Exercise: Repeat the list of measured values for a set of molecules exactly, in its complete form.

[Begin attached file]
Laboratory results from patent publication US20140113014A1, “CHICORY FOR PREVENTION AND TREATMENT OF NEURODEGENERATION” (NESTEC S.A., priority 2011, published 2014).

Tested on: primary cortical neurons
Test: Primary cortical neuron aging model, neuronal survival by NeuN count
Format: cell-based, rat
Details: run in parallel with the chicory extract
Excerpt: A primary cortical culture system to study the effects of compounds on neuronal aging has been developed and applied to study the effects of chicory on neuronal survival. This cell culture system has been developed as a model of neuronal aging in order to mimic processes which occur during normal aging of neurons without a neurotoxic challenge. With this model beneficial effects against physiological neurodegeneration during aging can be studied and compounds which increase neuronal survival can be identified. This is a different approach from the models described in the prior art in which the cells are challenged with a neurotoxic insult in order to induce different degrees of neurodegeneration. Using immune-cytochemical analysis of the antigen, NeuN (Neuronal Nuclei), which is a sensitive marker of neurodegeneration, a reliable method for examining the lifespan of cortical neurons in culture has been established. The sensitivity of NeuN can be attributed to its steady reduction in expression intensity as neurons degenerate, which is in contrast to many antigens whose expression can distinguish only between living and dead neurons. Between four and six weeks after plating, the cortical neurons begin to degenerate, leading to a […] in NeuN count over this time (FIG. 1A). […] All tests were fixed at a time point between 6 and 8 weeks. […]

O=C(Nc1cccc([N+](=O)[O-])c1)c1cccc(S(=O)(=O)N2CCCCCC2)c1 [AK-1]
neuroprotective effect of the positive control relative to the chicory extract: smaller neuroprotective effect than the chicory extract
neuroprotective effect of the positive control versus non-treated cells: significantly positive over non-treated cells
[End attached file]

Laboratory results from patent publication US20140113014A1, “CHICORY FOR PREVENTION AND TREATMENT OF NEURODEGENERATION” (NESTEC S.A., priority 2011, published 2014).

Tested on: primary cortical neurons
Test: Primary cortical neuron aging model, neuronal survival by NeuN count
Format: cell-based, rat
Details: run in parallel with the chicory extract
Excerpt: A primary cortical culture system to study the effects of compounds on neuronal aging has been developed and applied to study the effects of chicory on neuronal survival. This cell culture system has been developed as a model of neuronal aging in order to mimic processes which occur during normal aging of neurons without a neurotoxic challenge. With this model beneficial effects against physiological neurodegeneration during aging can be studied and compounds which increase neuronal survival can be identified. This is a different approach from the models described in the prior art in which the cells are challenged with a neurotoxic insult in order to induce different degrees of neurodegeneration. Using immune-cytochemical analysis of the antigen, NeuN (Neuronal Nuclei), which is a sensitive marker of neurodegeneration, a reliable method for examining the lifespan of cortical neurons in culture has been established. The sensitivity of NeuN can be attributed to its steady reduction in expression intensity as neurons degenerate, which is in contrast to many antigens whose expression can distinguish only between living and dead neurons. Between four and six weeks after plating, the cortical neurons begin to degenerate, leading to a […] in NeuN count over this time (FIG. 1A). […] All tests were fixed at a time point between 6 and 8 weeks. […]

O=C(Nc1cccc([N+](=O)[O-])c1)c1cccc(S(=O)(=O)N2CCCCCC2)c1 [AK-1]
neuroprotective effect of the positive control relative to the chicory extract: smaller neuroprotective effect than the chicory extract
neuroprotective effect of the positive control versus non-treated cells: significantly positive over non-treated cells